Lavalier mics can be overly “bright” in that they tend to produce a lot of high-frequency energy, typically at a peak boost between 3kHz and 8kHz, depending on the microphone. You can dial in a relatively broad EQ to smooth out the peak by starting with a parametric section set up for 5kHz, Q 0.5 (bandwidth 2 octave), and slowly attenuate.

If you’re still getting sibilance, there’s always the de-esser function. Simply adjust to ear, using 5kHz as the starting point. The beauty of a de-esser is that unlike ordinary EQ controls, it can take the bite out of sibilance without affecting the rest of the spectrum.

Finally, make sure that your essential worker has a very quiet mic preamp so it can handle whatever the microphone throws at it. We use super quiet preamps in our M4IP-USB mic processor − we actually call them Super-Quiet (SQ) microphone preamps! The M4IP-USB has four SQ preamplifiers that have an extremely low noise floor, very wide dynamic range, faithfully accurate transient response, and ruler flat frequency response. The M4IP-USB also uses high quality 24-bit A/D converters and a 96kHz base sample rate, so it doesn’t add undesired coloration to the signal and faithfully preserves the sound of any microphone and talent combination. 

Processor Placement. Studio or Transmitter?

Where do you put the audio processor, at the studio or the transmitter site? 

The question came up during Nautel’s recent Transmitter Talk Tuesday webcast on audio processing hosted by Jeff Welton with guests Jay Tyler and Mike Erickson.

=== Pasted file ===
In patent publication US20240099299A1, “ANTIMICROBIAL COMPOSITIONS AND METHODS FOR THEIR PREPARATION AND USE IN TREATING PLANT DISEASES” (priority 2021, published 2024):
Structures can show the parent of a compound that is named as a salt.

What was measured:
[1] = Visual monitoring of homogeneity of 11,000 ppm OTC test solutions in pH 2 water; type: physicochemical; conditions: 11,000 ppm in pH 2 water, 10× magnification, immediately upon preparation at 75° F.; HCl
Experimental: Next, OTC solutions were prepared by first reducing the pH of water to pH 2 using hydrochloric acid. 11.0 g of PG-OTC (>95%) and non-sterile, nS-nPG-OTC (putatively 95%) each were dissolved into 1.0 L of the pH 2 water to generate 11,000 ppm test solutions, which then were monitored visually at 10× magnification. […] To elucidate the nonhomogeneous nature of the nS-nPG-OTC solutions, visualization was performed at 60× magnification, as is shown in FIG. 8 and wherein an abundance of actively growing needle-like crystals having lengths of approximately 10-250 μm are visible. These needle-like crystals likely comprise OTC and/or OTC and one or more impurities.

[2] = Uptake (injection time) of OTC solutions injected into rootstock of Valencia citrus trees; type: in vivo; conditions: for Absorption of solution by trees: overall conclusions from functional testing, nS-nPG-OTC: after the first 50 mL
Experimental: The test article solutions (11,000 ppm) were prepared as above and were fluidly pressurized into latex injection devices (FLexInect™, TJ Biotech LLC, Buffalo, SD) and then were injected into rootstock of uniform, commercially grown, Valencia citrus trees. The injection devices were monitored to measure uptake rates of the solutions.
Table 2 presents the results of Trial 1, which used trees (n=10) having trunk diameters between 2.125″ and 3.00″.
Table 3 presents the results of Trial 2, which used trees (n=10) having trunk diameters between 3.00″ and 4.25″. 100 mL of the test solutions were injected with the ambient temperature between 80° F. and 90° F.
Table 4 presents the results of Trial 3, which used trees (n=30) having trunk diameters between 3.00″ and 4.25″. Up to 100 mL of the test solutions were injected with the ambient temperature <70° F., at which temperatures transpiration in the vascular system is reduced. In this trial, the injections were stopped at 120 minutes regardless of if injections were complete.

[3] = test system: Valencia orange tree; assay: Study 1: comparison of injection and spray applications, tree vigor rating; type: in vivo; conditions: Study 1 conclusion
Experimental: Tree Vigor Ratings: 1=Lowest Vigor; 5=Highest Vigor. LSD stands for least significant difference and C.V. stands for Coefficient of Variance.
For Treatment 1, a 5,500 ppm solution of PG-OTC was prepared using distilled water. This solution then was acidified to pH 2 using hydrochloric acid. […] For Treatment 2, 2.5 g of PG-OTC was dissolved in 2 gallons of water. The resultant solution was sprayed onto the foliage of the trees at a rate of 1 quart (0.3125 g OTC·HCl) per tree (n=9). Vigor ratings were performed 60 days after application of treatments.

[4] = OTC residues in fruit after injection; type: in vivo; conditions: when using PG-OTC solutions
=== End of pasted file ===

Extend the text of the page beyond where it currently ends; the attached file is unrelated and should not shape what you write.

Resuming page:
Click above to watch webcast "Transmission Talk Tuesday – Audio Processing Discussion" (1hr 15mins)

The ideal location for purposes of audio quality and loudness is at the transmitter site where the program signal can output directly out of the processor’s stereo generator into the transmitter. 

One exception is if you have multiple transmitter sites. Then, it would be more cost effective to have one audio processor at the studio feeding several transmitters instead of an audio processor at every transmission point. An X5 FM/HD audio processor at the studio feeding left/right audio to an SG-192 stereo generator at each transmission point saves not only the additional cost of a processor at each transmitter site, but also the rental cost of rack space at the transmitter in some cases. 

Another exception is when using a composite STL, in which case putting the audio processor in  the studio is a more practical alternative to putting it at the transmitter site. For these configurations, our MPX SyncLink can be used to keep HD and FM signals in time alignment over the STL from the studio X5 FM/HD audio processor to the transmitter.

Another popular topic that surfaced during the webcast was the discontinued use of analog composite clippers in the modern air chain due to their degradation on signal quality and perceived coverage. The consensus: not only does the analog circuitry degrade over time, but such clippers lack the precision MPX spectrum protection filters of modern processors that now make it possible to increase perceived FM coverage.